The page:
Developing National Systems of Innovation
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Developing National Systems of Innovation

University–Industry Interactions in the Global South

Edited by Eduardo Albuquerque, Wilson Suzigan, Glenda Kruss and Keun Lee

Interactions between firms and universities are key building blocks of innovation systems. This book focuses on those interactions in developing countries, presenting studies based on fresh empirical material prepared by research teams in 12 countries from three continents. The result is a more universal and dynamic view of the shaping and reshaping of interactions between firms and universities throughout different countries and phases of development. There are dimensions of those interactions that cannot be seen in the US, Europe or Japan. There are aspects and features of interactions that cannot be seen when we investigate Uganda, China or Mexico alone. In a time of increasing internationalization, interactions between firms and universities must be investigated tracking their international linkages. Professor Richard Nelson (Columbia University) writes in his preface: "The studies reported in this book are among the first to be directed to what is going on in developing countries".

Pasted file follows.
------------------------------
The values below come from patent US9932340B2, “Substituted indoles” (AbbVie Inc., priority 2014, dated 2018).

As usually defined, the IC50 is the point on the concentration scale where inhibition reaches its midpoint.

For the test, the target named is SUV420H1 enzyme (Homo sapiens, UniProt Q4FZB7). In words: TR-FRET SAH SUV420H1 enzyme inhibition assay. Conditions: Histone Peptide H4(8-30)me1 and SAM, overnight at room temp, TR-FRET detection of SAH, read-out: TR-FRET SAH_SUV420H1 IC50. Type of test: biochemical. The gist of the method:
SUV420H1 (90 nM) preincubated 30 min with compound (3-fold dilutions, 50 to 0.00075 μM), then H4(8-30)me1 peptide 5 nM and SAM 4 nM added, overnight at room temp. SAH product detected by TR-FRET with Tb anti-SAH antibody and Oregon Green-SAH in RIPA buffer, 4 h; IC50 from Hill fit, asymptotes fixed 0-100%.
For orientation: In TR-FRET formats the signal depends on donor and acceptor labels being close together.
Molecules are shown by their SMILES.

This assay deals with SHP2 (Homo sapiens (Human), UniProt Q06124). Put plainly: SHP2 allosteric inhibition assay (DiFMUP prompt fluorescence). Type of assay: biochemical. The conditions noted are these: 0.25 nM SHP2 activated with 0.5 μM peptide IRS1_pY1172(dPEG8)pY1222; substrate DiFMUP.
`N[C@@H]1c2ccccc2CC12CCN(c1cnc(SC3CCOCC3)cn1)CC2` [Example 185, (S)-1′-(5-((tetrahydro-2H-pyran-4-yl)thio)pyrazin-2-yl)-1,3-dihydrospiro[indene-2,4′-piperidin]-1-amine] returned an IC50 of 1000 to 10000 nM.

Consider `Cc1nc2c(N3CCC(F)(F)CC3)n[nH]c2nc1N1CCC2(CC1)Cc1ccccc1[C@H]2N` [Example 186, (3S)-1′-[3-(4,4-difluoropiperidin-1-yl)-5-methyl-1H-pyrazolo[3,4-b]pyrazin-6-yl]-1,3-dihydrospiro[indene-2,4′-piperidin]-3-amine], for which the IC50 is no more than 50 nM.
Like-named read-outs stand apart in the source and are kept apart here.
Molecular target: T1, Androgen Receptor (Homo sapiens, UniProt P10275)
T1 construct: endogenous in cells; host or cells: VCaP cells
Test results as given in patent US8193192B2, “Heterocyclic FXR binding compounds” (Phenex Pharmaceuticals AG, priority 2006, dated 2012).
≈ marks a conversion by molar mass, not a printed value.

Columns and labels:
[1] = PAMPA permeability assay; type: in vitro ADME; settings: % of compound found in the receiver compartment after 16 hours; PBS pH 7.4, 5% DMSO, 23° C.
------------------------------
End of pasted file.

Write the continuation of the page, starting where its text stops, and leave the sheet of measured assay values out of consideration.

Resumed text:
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Chapter 2: Are university–industry links meaningful for catch up ? A comparative analysis of five Asian countries

Daniel Schiller and Keun Lee


Knowledge creation and innovation are the key sources for economic growth in the long run, and the underlying learning and innovation processes are increasingly organized in an interactive way within innovation systems in different spatial (global, national, and regional), sectoral, and technological scales. As a result of the interactive nature of learning of innovation, the interface between science and industry became more permeable in general and university–industry links (UILs), which also include government research institutes (GRIs), became a particularly important mode of knowledge transfer. Although the general importance of this transfer channel is not debated in the literature, the focus of this chapter is on a context-specific conceptualization of UILs in latecomer countries, and a more fine-grained understanding of their contribution to economic and technological catch up. Mazzoleni and Nelson (2007) have already argued that research at universities and public laboratories is of importance for catch-up processes due to their potential to create indigenous technological and scientific capabilities. However, conceptual frameworks and empirical studies still refer predominantly to developed countries with full-fledged and mature innovation systems and, within this group of countries, to cases from the Anglo-American context. This limitation is problematic in two ways. First, there are quite different institutional arrangements for science–industry knowledge transfer if UILs in the context of different countries and innovation systems are compared. The formalized transfer based on open innovation modes via patents, licences, or publications seems to be a typical arrangement in the context of the United States (US).

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